OBJECTIVE: To identify potentially modifiable risk factors for late-pregnancy stillbirth.
METHODS: This was a population-based matched case–control study of pregnant women at 32 weeks of gestation or greater booked into tertiary maternity hospitals in metropolitan Sydney between January 2006 and December 2011. The case group consisted of women with singleton pregnancies with antepartum fetal death in utero. Women in the control group were matched for booking hospital and expected delivery date with women in the case group. Data collection was performed using a semistructured interview and included validated questionnaires for specific risk factors. Adjusted odds ratios (ORs) were calculated for a priori-specified risk factors using conditional logistic regression.
RESULTS: There were 103 women in the case group and 192 women in the control group. Mean gestation was 36 weeks. Supine sleeping was reported by 10 of 103 (9.7%) of women who experienced late-pregnancy stillbirth and by 4 of 192 (2.1%) of women in the control group (adjusted OR 6.26, 95% confidence interval [CI] 1.2–34). Women who experienced stillbirth were more likely to: have been followed during pregnancy for suspected fetal growth restriction, 11.7% compared with 1.6% (adjusted OR 5.5, 95% CI 1.36–22.5); not be in paid work, 25.2% compared with 9.4% (adjusted OR 2.9, 95% CI 1.1–7.6); and to have not received further education beyond high school, 41.7% compared with 25.5% (adjusted OR 1.9, 95% CI 1.1–3.5). None of the deaths to women who reported supine sleeping were classified as unexplained.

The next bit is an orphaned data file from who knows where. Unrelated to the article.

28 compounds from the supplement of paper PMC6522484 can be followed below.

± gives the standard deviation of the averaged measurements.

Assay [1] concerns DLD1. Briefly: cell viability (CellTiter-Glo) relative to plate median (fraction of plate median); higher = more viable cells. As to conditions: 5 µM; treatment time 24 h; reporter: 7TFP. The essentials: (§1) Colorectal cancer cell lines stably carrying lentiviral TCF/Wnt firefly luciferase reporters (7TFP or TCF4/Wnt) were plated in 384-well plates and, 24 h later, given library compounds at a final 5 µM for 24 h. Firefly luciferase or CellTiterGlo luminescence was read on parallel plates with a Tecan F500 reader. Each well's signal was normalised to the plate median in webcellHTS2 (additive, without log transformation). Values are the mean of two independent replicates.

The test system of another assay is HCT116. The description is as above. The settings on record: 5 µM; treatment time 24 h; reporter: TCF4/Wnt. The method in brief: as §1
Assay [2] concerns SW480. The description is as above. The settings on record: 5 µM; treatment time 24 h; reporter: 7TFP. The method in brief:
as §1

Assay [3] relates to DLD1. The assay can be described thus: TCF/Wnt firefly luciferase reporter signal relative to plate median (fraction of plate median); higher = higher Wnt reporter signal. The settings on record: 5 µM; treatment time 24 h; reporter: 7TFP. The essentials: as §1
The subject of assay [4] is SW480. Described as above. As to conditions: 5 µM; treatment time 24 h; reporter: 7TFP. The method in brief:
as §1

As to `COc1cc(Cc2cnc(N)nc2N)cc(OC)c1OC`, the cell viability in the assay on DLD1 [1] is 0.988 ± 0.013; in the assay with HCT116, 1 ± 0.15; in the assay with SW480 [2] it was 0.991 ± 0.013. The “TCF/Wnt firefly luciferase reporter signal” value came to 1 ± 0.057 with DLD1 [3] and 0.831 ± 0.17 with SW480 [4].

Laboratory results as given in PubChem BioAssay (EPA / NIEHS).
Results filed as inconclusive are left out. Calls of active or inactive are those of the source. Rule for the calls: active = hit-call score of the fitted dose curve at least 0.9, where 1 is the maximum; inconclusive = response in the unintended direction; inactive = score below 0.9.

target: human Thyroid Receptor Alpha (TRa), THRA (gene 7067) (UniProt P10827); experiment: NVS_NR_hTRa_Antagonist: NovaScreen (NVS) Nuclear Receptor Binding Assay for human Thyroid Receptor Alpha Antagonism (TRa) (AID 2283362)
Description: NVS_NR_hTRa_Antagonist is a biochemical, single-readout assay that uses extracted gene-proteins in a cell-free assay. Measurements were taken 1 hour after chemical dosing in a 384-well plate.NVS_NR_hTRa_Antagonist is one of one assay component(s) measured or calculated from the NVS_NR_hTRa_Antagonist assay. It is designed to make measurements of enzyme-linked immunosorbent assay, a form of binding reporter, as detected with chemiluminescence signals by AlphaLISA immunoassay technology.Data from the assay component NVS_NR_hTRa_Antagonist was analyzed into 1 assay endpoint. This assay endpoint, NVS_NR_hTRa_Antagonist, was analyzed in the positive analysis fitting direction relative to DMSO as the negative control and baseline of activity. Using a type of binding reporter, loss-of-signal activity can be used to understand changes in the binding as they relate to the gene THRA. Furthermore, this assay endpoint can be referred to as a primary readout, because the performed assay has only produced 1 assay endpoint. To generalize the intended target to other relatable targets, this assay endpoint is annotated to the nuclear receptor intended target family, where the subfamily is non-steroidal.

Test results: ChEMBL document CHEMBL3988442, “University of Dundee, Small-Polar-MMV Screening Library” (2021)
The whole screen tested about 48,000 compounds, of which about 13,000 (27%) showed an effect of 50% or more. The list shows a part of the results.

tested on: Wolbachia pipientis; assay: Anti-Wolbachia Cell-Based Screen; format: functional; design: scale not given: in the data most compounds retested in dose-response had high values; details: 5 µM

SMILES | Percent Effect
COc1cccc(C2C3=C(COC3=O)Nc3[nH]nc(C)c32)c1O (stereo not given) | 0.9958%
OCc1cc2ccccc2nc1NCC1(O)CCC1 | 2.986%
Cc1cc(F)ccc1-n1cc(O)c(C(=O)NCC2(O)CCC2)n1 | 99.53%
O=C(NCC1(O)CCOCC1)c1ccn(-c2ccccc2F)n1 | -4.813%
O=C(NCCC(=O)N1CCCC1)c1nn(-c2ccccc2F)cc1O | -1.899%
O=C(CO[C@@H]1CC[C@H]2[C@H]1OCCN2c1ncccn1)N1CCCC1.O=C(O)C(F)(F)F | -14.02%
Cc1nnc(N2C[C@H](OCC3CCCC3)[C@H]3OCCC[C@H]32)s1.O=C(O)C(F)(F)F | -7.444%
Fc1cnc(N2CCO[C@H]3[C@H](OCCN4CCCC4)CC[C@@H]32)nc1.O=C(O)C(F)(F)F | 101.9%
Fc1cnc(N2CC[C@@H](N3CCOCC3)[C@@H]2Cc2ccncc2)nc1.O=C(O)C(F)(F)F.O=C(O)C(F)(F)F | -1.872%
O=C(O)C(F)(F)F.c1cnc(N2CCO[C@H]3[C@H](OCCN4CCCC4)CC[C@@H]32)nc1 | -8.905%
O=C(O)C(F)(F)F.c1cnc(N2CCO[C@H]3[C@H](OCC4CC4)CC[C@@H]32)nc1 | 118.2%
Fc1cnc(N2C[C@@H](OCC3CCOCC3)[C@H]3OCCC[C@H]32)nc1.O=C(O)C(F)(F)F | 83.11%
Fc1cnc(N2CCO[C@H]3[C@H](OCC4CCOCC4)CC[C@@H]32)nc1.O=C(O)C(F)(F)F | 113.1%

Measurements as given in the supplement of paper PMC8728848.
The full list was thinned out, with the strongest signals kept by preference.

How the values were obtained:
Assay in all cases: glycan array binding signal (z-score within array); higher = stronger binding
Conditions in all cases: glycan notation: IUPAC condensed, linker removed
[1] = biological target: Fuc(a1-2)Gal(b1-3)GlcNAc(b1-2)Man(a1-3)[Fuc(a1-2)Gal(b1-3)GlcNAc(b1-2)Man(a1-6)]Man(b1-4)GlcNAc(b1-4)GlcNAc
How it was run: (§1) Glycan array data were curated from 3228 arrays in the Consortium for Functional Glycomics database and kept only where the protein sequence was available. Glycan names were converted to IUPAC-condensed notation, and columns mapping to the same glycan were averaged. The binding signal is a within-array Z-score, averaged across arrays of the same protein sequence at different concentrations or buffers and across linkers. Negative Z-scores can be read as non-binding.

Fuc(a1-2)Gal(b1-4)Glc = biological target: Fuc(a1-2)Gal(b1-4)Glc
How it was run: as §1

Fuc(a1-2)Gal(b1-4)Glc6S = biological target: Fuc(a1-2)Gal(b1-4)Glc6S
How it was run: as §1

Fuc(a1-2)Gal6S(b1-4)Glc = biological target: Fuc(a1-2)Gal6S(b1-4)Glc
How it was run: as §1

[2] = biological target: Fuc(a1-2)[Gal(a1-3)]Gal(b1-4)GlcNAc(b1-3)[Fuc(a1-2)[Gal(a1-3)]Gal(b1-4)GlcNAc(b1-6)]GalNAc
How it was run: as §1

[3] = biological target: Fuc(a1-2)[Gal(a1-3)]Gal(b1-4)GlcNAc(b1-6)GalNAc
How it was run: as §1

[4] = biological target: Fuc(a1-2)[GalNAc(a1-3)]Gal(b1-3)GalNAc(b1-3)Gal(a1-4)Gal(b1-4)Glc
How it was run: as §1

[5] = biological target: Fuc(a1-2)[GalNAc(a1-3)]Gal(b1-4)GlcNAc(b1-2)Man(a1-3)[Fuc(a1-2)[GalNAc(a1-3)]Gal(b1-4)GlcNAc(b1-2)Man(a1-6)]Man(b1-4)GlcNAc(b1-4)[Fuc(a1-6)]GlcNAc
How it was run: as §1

CONCLUSION: This study suggests that supine sleep position may be an additional risk for late-pregnancy stillbirth in an already compromised fetus. The clinical management of suspected fetal growth restriction should be investigated further as a means of reducing late stillbirth.
LEVEL OF EVIDENCE: II
Supine sleep position, suspected fetal growth restriction, unpaid work, and lower education status are potentially modifiable risk factors for late-pregnancy stillbirth.
RPA Newborn Care, Royal Prince Alfred Hospital, Sydney Medical School, Sydney School of Public Health, and the Discipline of Paediatrics and Child Health, University of Sydney, Perinatal Research, Kolling Institute of Medical Research, Sydney University, Royal North Shore Hospital, St Leonards, New South Wales, the University of New South Wales, and South Eastern Area Laboratory Services, Virology Division, Randwick, Australia.
Corresponding author: Adrienne Gordon, FRACP, PhD, RPA Newborn Care, Royal Prince Alfred Hospital, Missenden Road, Camperdown, Sydney NSW 2050, Australia; e-mail: email@example.com.
Supported by the Stillbirth Foundation Australia.
Presented at the 2012 International Conference on Stillbirth, SIDS and Infant Survival, October 4–7, 2012, Baltimore, Maryland.
The authors thank Elizabeth Headley, Angela Carberry, and Rachel Jones for recruitment, data collection, and data entry; Deborah De Wilde, Perinatal Social Worker, for recruitment and data collection; the Principal Investigators at the recruiting hospitals: Professor Michael Peek—Nepean, Professor John Smoleniec—Liverpool, Dr Antonia Shand—Royal Hospital for Women, Professor Jonathan Morris—Royal North Shore, Mater and North Shore Private, Professor Heather Jeffery—Royal Prince Alfred, Dr Janet Vaughan—Canterbury, and Dr Terry McGee—Westmead; and the families who participated in the study and contributed so much at such a difficult time.
Financial Disclosure Ms. Bond received a salary as a Research Officer during the conduct of this study that was paid for with a grant received by the Stillbirth Foundation Australia. Dr. Morris is currently chairman of the board of directors of the Stillbirth Foundation Australia and has been a director since 2008. The other authors did not report any potential conflicts of interest.